He also became a member of the Privy Council of State, an advisory body for the king, and the House of Nobles, the upper chamber of the legislature. [37] [38] [39] He sat in on, and participated in, the legislative assembly of 1876 during the regular session from April 29 to September 30. [40] Kalākaua went on a state visit the United States from 1874 to 1875 to negotiate the Reciprocity Treaty of 1875, becoming the first reigning monarch to do so. [41] While the king was absent, Leleiohoku ruled as regent from November 17, 1874, to February 15, 1875. [42] [43]

An accomplished musician, Leleiohoku founded several royal choral societies including the Kawaihau Glee Club. [44] [45] During the regency period, Leleiohoku’s group would compete with the singing troupes organized by his sisters Liliʻuokalani and Likelike. In later life, Liliʻuokalani admitted that "those of Prince Leleiohoku were really in advance of those of his two sisters, although perhaps this was due to the fact that the singing-club of the regent was far superior to any that we could organize; it consisted in a large degree of the very purest and sweetest male voices to be found amongst the native Hawaiians." [46]

From 1874 to 1890, the Leleiohoku Guards, which Prince Leleiohoku gave his name, was formed as a volunteer company of cavalry in the army of the Kingdom of Hawaii. [47] [48] Leleiohoku served as the captain of this regiment during his lifetime. [49] [50] [36] The ranks of this regiment, along with the other known volunteer companies, were composed mainly of Hawaiian and part-Hawaiian officers with a few white officers. Each unit was subject to call for active service when necessary. [27] An 1888 military act passed by the legislature reduced the size of the army to four volunteer companies: the Honolulu Rifles, the King's Own, the Queen's Own, the Prince's Own, and the Leleiohoku Guard. In 1890, another military act further restricted the army to just the King's Royal Guards effectively abolishing the Leleiohoku Guards. [51] [52] [53]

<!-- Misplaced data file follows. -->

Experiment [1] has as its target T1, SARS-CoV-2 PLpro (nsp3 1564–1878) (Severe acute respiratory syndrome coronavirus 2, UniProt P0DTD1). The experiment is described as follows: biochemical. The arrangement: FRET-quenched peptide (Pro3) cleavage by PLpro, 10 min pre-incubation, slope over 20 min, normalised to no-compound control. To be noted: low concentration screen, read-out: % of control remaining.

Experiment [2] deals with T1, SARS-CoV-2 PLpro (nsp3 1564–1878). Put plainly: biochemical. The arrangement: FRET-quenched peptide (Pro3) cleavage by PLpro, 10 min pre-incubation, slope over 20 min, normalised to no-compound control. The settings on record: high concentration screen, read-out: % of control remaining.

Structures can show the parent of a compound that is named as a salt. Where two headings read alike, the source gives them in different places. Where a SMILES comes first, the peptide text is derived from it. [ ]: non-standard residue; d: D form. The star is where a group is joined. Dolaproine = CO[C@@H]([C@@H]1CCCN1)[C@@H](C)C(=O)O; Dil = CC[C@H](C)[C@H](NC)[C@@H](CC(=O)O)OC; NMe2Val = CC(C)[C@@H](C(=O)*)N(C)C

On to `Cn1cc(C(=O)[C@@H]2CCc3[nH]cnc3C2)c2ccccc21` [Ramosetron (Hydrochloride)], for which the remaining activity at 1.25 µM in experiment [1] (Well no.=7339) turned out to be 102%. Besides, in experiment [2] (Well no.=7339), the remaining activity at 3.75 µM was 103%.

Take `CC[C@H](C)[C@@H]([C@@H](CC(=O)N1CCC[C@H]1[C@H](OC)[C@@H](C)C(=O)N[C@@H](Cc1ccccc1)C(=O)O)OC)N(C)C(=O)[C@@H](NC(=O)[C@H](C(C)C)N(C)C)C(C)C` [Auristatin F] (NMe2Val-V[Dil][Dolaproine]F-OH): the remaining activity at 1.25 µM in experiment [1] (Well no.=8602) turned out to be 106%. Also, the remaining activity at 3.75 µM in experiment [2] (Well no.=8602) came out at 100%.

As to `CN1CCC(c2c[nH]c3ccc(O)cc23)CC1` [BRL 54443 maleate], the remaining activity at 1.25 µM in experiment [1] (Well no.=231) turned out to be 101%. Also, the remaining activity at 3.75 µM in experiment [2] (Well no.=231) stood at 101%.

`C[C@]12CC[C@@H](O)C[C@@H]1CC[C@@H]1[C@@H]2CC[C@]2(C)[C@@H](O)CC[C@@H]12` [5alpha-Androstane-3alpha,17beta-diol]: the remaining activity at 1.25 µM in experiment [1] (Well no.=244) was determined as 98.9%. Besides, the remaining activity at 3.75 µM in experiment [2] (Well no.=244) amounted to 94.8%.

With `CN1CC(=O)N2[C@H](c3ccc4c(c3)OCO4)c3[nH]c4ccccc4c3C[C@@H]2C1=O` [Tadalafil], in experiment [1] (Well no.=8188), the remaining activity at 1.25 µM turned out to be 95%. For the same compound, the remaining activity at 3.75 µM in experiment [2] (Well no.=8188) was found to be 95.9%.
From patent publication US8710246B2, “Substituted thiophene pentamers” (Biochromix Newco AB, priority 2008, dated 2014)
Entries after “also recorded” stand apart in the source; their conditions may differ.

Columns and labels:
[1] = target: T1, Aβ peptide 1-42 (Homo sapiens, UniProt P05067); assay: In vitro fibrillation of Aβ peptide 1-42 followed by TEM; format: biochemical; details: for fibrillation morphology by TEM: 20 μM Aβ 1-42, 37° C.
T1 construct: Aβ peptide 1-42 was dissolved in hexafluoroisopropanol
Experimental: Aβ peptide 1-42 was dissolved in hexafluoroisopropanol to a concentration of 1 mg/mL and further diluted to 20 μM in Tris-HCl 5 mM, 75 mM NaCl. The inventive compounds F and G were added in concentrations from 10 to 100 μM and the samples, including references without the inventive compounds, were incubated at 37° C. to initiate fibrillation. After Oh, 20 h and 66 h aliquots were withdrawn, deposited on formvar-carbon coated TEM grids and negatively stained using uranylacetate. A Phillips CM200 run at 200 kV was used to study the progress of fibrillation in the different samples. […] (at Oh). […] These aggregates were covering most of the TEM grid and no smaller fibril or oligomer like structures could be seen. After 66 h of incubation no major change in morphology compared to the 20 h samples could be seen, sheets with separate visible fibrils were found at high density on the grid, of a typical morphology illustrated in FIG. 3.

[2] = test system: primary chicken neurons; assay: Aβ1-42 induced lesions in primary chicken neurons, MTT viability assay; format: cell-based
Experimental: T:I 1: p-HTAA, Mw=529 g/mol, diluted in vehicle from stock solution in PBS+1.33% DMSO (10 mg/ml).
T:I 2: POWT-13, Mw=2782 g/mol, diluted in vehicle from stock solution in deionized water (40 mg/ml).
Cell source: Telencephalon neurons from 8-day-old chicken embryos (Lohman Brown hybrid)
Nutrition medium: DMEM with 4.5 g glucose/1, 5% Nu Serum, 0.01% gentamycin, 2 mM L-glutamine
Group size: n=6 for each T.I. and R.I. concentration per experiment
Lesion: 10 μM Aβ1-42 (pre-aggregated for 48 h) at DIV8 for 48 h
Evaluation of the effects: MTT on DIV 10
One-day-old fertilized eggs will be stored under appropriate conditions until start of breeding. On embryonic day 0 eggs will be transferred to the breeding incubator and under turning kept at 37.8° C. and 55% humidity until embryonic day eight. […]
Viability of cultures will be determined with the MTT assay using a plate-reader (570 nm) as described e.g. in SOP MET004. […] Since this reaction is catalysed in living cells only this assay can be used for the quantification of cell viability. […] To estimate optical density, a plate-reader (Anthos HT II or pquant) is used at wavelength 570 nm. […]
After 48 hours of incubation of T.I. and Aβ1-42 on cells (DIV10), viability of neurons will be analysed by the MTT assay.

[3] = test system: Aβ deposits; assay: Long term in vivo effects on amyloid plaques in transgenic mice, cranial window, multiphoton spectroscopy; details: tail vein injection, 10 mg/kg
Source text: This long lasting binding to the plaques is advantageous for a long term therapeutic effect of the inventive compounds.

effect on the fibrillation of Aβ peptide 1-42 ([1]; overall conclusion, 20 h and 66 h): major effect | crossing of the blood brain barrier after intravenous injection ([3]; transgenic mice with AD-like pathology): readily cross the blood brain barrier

Death and funeral

For the last two months of his life, Leleiohoku suffered from acute rheumatic fever and was bedridden for the final three or four weeks. The Hawaiian Gazette, noted that he was "often suffering intense pain, but no fears of any fatal result had been entertained until the day preceding his death, when his symptom became more unfavorable." Treated by doctors, he was expected to recover until his symptoms worsened. [18] [19] Leleiohoku died at ʻIolani Palace, at 12:40 am, on April 10, 1877, at the age of 22. [13] [54] [55] The ultimate cause of death was rheumatic fever to the heart. [54] The firing of minute guns from the Punchbowl Battery in the morning announced the prince's death to an unexpecting public. HMS Fantome, anchored in Honolulu Harbor, flew the Hawaiian flag at half-mast. [18] [19] His niece Princess Kaʻiulani would also die of rheumatic fever in the joints in 1899. This has led historians to believe the family may have been more susceptible to streptococcal infections (specifically, group A β-hemolytic streptococcus) because of their Polynesian blood. [54]